2017 Volkswagen eGolf First Drive Review

We drive the Volkswagen eGolf, the electric version of Germany's largest selling car, to find out if you can really live with a practical electric vehicle on a day-to-day basis.

View Photos
We drive the Volkswagen eGolf in Germany to see how it is to live with on a daily basis

Highlights

  • Volkswagen eGolf gets an all-electric drivetrain with 134 bhp and 290 Nm
  • The official range on the eGolf is 300 kms on a full battery charge
  • The eGolf is based on the current NQB platform and not on the future MEB

The electric car is coming. And nothing, including all the oil money in the world, can stop the shift towards electric mobility. The last few months in particular have been exceedingly important with automakers in India and around the world publicly announcing their extremely ambitious electric plans. But what if you want an electric car now, in 2017. Well, your immediate reaction when someone says 'electric car' would be a Tesla but since they are out of bounds for most, a car that is more practical, both to live with and to buy, would be ideal. And that, is where the 2017 Volkswagen eGolf comes in! And we have been driving it across Germany, on the Autobahns and through the quaint little towns to find out what it feels like!

Volkswagen

Volkswagen Cars

volkswagen egolf rear design

(Volkswagen eGolf rear design)

The 2017 Volkswagen eGolf is based on the standard Golf (in this case the Gen 7) that has been one of Europe's best selling cars for the last few years. Based on the MQB platform that underpins the likes of the Skoda Octavia, Volkswagen Passat and even the Audi A4, the Golf is and has always been the byword in sensible practical motoring. No wonder then that it is the obvious choice for Volkswagen to plonk electric internals into. Although the one we drove looks quite bland with the typically white paintjob, there are some distinct features that differentiate it from the lakhs of other Golfs we see on European streets. You do get a different set of wheels for example and the eGolf badges on both front fenders and the boot. And that's about it. No fancy unnecessary futuristic styling and no over-the-top blue accents on the grille to shout out what the car has under the skin.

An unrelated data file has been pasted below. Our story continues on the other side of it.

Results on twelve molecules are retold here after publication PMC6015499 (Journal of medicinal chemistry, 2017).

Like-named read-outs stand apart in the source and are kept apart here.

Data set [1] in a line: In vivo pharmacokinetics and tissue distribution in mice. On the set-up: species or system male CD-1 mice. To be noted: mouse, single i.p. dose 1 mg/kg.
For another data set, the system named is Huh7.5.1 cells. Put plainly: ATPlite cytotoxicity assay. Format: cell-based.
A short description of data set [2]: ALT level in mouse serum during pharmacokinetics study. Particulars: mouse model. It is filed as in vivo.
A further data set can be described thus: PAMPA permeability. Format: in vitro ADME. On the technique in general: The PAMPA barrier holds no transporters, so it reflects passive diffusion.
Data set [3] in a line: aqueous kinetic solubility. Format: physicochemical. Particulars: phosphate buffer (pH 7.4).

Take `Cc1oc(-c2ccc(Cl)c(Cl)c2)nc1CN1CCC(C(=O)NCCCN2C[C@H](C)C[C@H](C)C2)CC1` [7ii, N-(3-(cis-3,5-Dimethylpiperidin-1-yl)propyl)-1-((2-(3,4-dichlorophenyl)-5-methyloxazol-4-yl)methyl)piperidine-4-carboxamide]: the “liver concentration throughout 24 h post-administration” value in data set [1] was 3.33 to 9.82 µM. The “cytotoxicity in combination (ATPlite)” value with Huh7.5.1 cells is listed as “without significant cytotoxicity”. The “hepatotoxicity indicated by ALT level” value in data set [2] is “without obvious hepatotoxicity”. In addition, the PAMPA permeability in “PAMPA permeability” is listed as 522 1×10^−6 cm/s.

Also Read: Maruti Suzuki's electric car plans! 

volkswagen egolf headlamp and grille

(Volkswagen eGolf headlamp and grille)

Under the skin too it is pretty much as sensible as it gets. You got a ton of space in the rear, a fully loaded cabin up front and a large and very high definition touchscreen that packs in features like gesture control! You also get a full LCD display on the instrument cluster to show all crucial figures like the electric charge and range along with the standard speedometer data. Of course, expected features like navigation, Apple CarPlay and Android Auto come as standard.

Also Read: Tata Motors reveals electric car plans! 

volkswagen egolf interior

(Volkswagen eGolf interior)

So now that we are done with the bits that one can feel, see and touch, lets get buzzing (all puns intended) with the heart and guts of the 2017 Volkswagen eGolf. As we mentioned earlier, the new 2017 Volkswagen eGolf is based on the MQB platform that was originally always meant for internal combustion engines. Volkswagen though has found space underneath the floor to fit the battery pack. The battery pack is made of 24 cells in total, with each cell weighing about 12 kilograms each. The whole pack though, which also contains the battery cell controller, the battery junction box, the management system, housing and insulation weighs a total of 350 kg and consists of 2500 individual parts! Incidentally, the battery cells, which were originally sourced from Panasonic, are now sourced from Samsung. The whole battery pack makes 35.8 kWh of power.

Also Read: Sachin Tendulkar Rocks an electric go-kart! 

volkswagen egolf battery pack

(Volkswagen eGolf battery pack)